I spy …not!
As I was growing up, I had acquired a friend who had desperately wanted to be a spy. Brought up seeing James Bond films and reading John Le Carre books, he had believed he could do much for the country and serve the people well as an intelligence officer in one of the various agencies in India.
His older brother soon cut short his dreams – their father was in the Indian Police and I remember the high drama as the younger boy was banned from joining the Intelligence wing of the government with threats from both parents to commit suicide if he did. I also recall what the father had said, “If you join the Intelligence, we may never see you again. You will be forced to live under false identities, we will have no idea about your missions, we will not even know if yur are alive or dead. Instead if you really want to serve the country, I would suggest you join the Indian army. I don’t mind if you die fighting bravely for the country, But not in a cloak and dagger fashion!’’
He was unhappy for years and just out of spite he did not join the army, instead he got himself an MBA and went off to the US, as far away from his parents as possible – in a bid to punish all those who had stopped him from chasing his dreams. His parents were saddened but always said `not as much’ as they would have been if they hadn’t known what had happened to him, “Even if he now over comes back to India again and settles down there wth a foreign wife, we at least know where he is and that he is alive and kicking. The suspense of not knowing would have really killed us.’’
Over the years I understood why his parents had stopped him from beng a spy, After what has happened to Sarabjit Singh I wonder what motivates and drives a man to undertake such missions for the country at such high risk for life and family. I am sure it is not patriotism alone for many of our spies seem to come from circumstances where such missions and the rewards might be highly worth it, I, at least, have no doubt that Sarabjit was not just a poor inebriated farmer who crossed the border under a stupour and I agree with his sister Dalbir Kaur that the government should have been more careful after they hanged Ajmal Kasab and particularly Afzal Guru, For no less than former Union Home Minister Shivraj Patil had indicated some years ago that the Indian government could not hang Afzal if they wanted to keep Sarabjit alive, “They have threatened to execute him if we hang Afzal,’’ he had said and everybody missed the underlying significance of that revelation.
Ajmal Kasab was, of course, abandoned by Pakistan right from the start despite the fact that he had crossed over to complete a mission assigned to him by his own country. Afzal was an Indian citizen but it is now clear he was working for Pakistani elements, whether state or non-state actors, and Sarabjit’s brutal murder in a Lahore jail was par for the course, as Patil had warned all those years ago.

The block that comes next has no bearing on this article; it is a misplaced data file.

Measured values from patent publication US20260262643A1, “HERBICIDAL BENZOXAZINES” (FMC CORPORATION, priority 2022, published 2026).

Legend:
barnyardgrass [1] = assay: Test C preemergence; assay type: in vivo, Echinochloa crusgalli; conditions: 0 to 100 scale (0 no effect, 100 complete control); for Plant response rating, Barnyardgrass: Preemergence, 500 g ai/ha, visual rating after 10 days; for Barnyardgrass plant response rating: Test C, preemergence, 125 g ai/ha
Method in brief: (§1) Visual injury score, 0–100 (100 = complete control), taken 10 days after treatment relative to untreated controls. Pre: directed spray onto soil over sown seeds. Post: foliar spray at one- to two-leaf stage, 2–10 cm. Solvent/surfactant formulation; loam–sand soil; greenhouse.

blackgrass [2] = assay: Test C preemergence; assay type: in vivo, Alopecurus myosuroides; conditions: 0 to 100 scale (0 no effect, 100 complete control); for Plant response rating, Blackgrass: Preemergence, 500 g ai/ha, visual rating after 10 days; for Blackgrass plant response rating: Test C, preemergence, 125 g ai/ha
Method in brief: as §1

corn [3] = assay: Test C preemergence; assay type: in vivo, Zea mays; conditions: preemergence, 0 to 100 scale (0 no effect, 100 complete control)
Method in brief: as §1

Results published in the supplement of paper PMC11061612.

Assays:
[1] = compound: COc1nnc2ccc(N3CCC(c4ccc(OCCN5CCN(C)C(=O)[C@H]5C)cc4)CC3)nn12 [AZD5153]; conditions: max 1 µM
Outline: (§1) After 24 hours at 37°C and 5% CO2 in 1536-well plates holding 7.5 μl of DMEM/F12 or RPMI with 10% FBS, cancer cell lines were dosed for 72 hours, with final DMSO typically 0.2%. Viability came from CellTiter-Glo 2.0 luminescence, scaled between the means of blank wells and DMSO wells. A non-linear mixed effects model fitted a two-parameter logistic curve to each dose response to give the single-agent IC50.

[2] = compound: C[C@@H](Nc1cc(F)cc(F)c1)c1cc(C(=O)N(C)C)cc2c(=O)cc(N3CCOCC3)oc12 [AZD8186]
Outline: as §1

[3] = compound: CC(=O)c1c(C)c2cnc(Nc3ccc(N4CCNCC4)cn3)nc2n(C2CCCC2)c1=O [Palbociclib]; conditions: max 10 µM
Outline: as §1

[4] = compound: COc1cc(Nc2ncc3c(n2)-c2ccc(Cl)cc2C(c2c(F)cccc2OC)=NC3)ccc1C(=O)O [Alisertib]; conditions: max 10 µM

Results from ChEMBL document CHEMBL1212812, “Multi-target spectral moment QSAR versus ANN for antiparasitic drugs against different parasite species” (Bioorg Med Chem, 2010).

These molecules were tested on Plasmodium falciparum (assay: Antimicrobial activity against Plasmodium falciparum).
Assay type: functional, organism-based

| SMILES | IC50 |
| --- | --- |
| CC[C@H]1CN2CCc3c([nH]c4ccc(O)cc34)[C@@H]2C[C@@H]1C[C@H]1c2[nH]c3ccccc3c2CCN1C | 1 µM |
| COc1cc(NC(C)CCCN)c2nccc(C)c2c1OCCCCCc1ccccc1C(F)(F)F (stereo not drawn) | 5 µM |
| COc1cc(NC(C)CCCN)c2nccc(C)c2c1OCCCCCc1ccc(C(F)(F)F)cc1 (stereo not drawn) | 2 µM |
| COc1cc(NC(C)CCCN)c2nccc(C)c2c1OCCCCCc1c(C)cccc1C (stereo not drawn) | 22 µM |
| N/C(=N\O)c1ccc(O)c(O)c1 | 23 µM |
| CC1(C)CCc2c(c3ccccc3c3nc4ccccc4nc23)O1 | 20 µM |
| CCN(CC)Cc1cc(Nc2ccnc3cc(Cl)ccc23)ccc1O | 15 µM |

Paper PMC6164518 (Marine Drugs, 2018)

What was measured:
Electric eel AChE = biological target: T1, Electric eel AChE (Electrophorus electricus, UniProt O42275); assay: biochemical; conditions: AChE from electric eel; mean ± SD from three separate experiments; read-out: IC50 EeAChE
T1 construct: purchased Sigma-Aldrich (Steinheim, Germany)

What or rather who made the difference to Indian policy on executions is probably President p Pranab Mukherjee and that is just as well. Without going into the merits of capital punishment, I believe India has not been a soft state vis-à-vis Pakistan or else we would still have been feeding both Ajmal and Afzal on Indian tax payers’ money, That we did do that for so many years before hanging them I see as an act of fattening the goat before the slaughter – no one can accuse us of not having followed the law of the land, human rights violations or kangaroo justice.
The same clearly cannot be said of Pakistan. We may lawfully hang dreaded criminals but we do not lynch, we do not bludgeon our prisioners to death and we do not behead enemy solders on the borders of our country. Unlike hotheads who are demanding an eye fpr an eyue, which can only render the whole world blind,
I would rather be an inheritor of Buddha’s non-violence than an aulad of Chengiz Khan who came upto Pakistan but could never cross the Indus river and overrun Asoka’s territory. I also believe in Albert Einstein who said non-violence might seem to be slow and not working at all but in fact there is nothing that works more surely and wirh as deadly effect as ahimsa. Just look at how President Mujherjee as the country’s foreign minister achieved with just words after 26/11 what we might not have with a war as many others were advocating at the time. He exposed and put Pakistan ion the mat, it is today widely recognised as a rogue state and the most dangerous place on earth in terms of terrorism and rogue elements.
My civilised Pakistani friends are embarrassed all the time at having to explain away the misdemeanours of their country, I never feel let diown by mine. I am proud to be an Indian even if I will never be able to spy for my country. That is for better men and women (I am told there ar plenty of Mata Haris even in the Indian Intelligence services).
Meanwhile, I surprised myself by waking up with a prayer for Sarabjit in the morning, May his soul rest in peace. And may no one else be as abandoned as he was by his own countrymen on the end!